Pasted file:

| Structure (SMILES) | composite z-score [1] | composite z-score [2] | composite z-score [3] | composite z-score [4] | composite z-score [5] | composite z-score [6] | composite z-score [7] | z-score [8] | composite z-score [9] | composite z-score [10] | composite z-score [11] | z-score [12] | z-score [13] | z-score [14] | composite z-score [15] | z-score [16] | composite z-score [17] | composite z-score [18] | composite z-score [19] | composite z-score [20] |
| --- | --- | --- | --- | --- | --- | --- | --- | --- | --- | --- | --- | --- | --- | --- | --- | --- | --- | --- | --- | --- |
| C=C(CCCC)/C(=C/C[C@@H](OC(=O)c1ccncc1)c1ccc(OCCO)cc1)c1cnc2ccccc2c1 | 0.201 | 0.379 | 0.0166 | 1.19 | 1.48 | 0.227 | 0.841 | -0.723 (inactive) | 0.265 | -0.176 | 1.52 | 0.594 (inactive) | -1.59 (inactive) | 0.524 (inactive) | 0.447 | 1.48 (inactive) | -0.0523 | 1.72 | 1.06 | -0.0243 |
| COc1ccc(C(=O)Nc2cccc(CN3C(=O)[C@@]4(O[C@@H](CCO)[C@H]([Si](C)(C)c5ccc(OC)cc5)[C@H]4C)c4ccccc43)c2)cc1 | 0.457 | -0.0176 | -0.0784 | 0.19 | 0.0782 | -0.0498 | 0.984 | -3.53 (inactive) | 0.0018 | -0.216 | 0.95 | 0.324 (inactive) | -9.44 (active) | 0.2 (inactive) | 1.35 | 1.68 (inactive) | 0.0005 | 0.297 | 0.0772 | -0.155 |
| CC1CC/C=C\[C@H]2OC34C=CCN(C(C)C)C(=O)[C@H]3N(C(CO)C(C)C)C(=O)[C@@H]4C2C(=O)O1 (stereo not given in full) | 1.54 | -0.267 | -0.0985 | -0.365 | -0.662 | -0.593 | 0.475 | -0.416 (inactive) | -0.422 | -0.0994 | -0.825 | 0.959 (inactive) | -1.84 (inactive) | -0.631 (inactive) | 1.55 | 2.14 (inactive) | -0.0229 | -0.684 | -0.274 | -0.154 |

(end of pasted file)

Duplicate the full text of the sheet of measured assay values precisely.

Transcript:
| Structure (SMILES) | composite z-score [1] | composite z-score [2] | composite z-score [3] | composite z-score [4] | composite z-score [5] | composite z-score [6] | composite z-score [7] | z-score [8] | composite z-score [9] | composite z-score [10] | composite z-score [11] | z-score [12] | z-score [13] | z-score [14] | composite z-score [15] | z-score [16] | composite z-score [17] | composite z-score [18] | composite z-score [19] | composite z-score [20] |
| --- | --- | --- | --- | --- | --- | --- | --- | --- | --- | --- | --- | --- | --- | --- | --- | --- | --- | --- | --- | --- |
| C=C(CCCC)/C(=C/C[C@@H](OC(=O)c1ccncc1)c1ccc(OCCO)cc1)c1cnc2ccccc2c1 | 0.201 | 0.379 | 0.0166 | 1.19 | 1.48 | 0.227 | 0.841 | -0.723 (inactive) | 0.265 | -0.176 | 1.52 | 0.594 (inactive) | -1.59 (inactive) | 0.524 (inactive) | 0.447 | 1.48 (inactive) | -0.0523 | 1.72 | 1.06 | -0.0243 |
| COc1ccc(C(=O)Nc2cccc(CN3C(=O)[C@@]4(O[C@@H](CCO)[C@H]([Si](C)(C)c5ccc(OC)cc5)[C@H]4C)c4ccccc43)c2)cc1 | 0.457 | -0.0176 | -0.0784 | 0.19 | 0.0782 | -0.0498 | 0.984 | -3.53 (inactive) | 0.0018 | -0.216 | 0.95 | 0.324 (inactive) | -9.44 (active) | 0.2 (inactive) | 1.35 | 1.68 (inactive) | 0.0005 | 0.297 | 0.0772 | -0.155 |
| CC1CC/C=C\[C@H]2OC34C=CCN(C(C)C)C(=O)[C@H]3N(C(CO)C(C)C)C(=O)[C@@H]4C2C(=O)O1 (stereo not given in full) | 1.54 | -0.267 | -0.0985 | -0.365 | -0.662 | -0.593 | 0.475 | -0.416 (inactive) | -0.422 | -0.0994 | -0.825 | 0.959 (inactive) | -1.84 (inactive) | -0.631 (inactive) | 1.55 | 2.14 (inactive) | -0.0229 | -0.684 | -0.274 | -0.154 |